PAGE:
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Saturday, 21 March 2015

Knowledge of Divine Things Part Sixteen Fides et Ratio Part Eight

Many people do not realize how, in this encyclical, and in other writings, St. John Paul II restored the eminence of St. Thomas Aquinas as the philosopher in the Catholic tradition. Beginning with the first scholastic, St. Anselm, John Paul II outlines the basic approaches to truth. I am quoting a long part of the encyclical as this is key to understanding how a Catholic thinks. Faith asks to be understood by reason.  Reason needs faith to be grounded in reality. 

In Scholastic theology, the role of philosophically trained reason becomes even more conspicuous under the impulse of Saint Anselm's interpretation of the intellectus fidei. For the saintly Archbishop of Canterbury the priority of faith is not in competition with the search which is proper to reason. Reason in fact is not asked to pass judgement on the contents of faith, something of which it would be incapable, since this is not its function. Its function is rather to find meaning, to discover explanations which might allow everyone to come to a certain understanding of the contents of faith. Saint Anselm underscores the fact that the intellect must seek that which it loves: the more it loves, the more it desires to know. Whoever lives for the truth is reaching for a form of knowledge which is fired more and more with love for what it knows, while having to admit that it has not yet attained what it desires: “To see you was I conceived; and I have yet to conceive that for which I was conceived (Ad te videndum factus sum; et nondum feci propter quod factus sum)”.42 The desire for truth, therefore, spurs reason always to go further; indeed, it is as if reason were overwhelmed to see that it can always go beyond what it has already achieved.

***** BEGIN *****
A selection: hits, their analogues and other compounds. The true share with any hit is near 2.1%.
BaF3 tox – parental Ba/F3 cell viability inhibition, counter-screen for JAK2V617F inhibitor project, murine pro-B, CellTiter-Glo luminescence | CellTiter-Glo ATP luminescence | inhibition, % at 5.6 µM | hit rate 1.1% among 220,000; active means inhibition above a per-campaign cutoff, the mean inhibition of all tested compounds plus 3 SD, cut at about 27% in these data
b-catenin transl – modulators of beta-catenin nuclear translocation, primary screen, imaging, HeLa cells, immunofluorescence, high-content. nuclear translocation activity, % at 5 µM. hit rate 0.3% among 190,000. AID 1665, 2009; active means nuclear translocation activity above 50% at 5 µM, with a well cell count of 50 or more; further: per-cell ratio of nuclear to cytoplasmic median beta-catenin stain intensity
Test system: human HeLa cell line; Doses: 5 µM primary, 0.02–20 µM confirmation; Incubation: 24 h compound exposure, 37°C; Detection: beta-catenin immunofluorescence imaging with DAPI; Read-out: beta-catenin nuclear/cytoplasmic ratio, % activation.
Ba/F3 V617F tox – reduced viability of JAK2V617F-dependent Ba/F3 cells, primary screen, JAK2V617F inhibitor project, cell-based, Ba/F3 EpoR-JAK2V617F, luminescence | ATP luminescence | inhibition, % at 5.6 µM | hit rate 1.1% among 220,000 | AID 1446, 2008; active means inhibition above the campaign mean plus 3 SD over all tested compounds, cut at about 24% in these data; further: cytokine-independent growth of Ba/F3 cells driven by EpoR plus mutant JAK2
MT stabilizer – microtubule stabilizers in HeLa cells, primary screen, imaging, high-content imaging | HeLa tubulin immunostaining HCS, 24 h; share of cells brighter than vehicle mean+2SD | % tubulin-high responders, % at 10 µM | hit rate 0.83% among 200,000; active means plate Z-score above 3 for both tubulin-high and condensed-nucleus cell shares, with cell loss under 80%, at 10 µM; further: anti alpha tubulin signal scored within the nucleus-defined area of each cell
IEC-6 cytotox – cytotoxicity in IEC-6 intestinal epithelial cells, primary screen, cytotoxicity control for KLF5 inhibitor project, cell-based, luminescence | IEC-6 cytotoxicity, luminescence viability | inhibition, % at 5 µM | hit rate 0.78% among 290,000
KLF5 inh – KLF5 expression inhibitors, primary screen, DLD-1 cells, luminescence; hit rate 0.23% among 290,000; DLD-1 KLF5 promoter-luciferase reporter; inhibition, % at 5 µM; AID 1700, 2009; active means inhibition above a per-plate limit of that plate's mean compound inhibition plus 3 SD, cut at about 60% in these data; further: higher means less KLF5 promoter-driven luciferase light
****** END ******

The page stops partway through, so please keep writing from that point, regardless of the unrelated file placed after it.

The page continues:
Love leads to work, We know this. We work at what we love. I love philosophy and theology, the mystic writers and heroes of the Church, and therefore work on these subjects. I love Christ, therefore I pray and read the Scriptures. I love the Church, therefore, I try to obey Her laws.

If we love Christ and His Church, we shall work to learn as much as possible about the basics. We start with asking who we are, what is our ultimate destiny, what does it mean to be human, and so on.

 It is at this point, though, that reason can learn where its path will lead in the end: “I think that whoever investigates something incomprehensible should be satisfied if, by way of reasoning, he reaches a quite certain perception of its reality, even if his intellect cannot penetrate its mode of being... But is there anything so incomprehensible and ineffable as that which is above all things? Therefore, if that which until now has been a matter of debate concerning the highest essence has been established on the basis of due reasoning, then the foundation of one's certainty is not shaken in the least if the intellect cannot penetrate it in a way that allows clear formulation. If prior thought has concluded rationally that one cannot comprehend (rationabiliter comprehendit incomprehensibile esse) how supernal wisdom knows its own accomplishments..., who then will explain how this same wisdom, of which the human being can know nothing or next to nothing, is to be known and expressed?”.43

If we cannot understand something, we wait, we pray, and we obey without understanding.

The fundamental harmony between the knowledge of faith and the knowledge of philosophy is once again confirmed. Faith asks that its object be understood with the help of reason; and at the summit of its searching reason acknowledges that it cannot do without what faith presents.